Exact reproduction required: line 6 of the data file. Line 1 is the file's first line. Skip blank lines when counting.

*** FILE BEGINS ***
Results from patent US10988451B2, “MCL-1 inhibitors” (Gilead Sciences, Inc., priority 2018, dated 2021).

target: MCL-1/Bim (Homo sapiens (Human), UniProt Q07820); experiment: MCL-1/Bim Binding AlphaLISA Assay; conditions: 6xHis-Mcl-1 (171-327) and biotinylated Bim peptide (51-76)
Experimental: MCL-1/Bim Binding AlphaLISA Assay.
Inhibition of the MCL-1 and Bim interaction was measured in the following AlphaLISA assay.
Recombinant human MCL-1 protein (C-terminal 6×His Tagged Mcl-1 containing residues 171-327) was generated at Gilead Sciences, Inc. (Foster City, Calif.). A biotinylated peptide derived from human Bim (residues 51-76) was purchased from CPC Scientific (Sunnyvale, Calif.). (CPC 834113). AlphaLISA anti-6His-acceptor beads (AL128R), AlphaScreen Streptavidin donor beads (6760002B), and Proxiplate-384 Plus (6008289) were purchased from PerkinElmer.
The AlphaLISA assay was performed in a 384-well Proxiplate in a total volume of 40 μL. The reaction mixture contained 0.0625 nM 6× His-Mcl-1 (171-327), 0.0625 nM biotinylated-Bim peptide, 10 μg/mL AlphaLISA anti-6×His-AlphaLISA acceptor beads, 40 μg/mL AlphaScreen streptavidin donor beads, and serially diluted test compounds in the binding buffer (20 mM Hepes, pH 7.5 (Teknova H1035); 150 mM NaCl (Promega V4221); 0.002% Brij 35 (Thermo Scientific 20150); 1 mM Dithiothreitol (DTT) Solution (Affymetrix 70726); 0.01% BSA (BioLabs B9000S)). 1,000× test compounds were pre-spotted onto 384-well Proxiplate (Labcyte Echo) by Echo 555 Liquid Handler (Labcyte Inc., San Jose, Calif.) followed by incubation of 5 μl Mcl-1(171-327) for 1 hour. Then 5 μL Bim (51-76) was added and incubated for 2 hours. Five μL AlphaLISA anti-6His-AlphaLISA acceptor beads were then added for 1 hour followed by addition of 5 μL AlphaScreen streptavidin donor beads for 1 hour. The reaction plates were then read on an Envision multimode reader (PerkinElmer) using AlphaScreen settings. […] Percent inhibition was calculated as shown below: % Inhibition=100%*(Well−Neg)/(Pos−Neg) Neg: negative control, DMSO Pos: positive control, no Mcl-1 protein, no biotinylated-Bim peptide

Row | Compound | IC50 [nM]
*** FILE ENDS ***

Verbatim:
The AlphaLISA assay was performed in a 384-well Proxiplate in a total volume of 40 μL. The reaction mixture contained 0.0625 nM 6× His-Mcl-1 (171-327), 0.0625 nM biotinylated-Bim peptide, 10 μg/mL AlphaLISA anti-6×His-AlphaLISA acceptor beads, 40 μg/mL AlphaScreen streptavidin donor beads, and serially diluted test compounds in the binding buffer (20 mM Hepes, pH 7.5 (Teknova H1035); 150 mM NaCl (Promega V4221); 0.002% Brij 35 (Thermo Scientific 20150); 1 mM Dithiothreitol (DTT) Solution (Affymetrix 70726); 0.01% BSA (BioLabs B9000S)). 1,000× test compounds were pre-spotted onto 384-well Proxiplate (Labcyte Echo) by Echo 555 Liquid Handler (Labcyte Inc., San Jose, Calif.) followed by incubation of 5 μl Mcl-1(171-327) for 1 hour. Then 5 μL Bim (51-76) was added and incubated for 2 hours. Five μL AlphaLISA anti-6His-AlphaLISA acceptor beads were then added for 1 hour followed by addition of 5 μL AlphaScreen streptavidin donor beads for 1 hour. The reaction plates were then read on an Envision multimode reader (PerkinElmer) using AlphaScreen settings. […] Percent inhibition was calculated as shown below: % Inhibition=100%*(Well−Neg)/(Pos−Neg) Neg: negative control, DMSO Pos: positive control, no Mcl-1 protein, no biotinylated-Bim peptide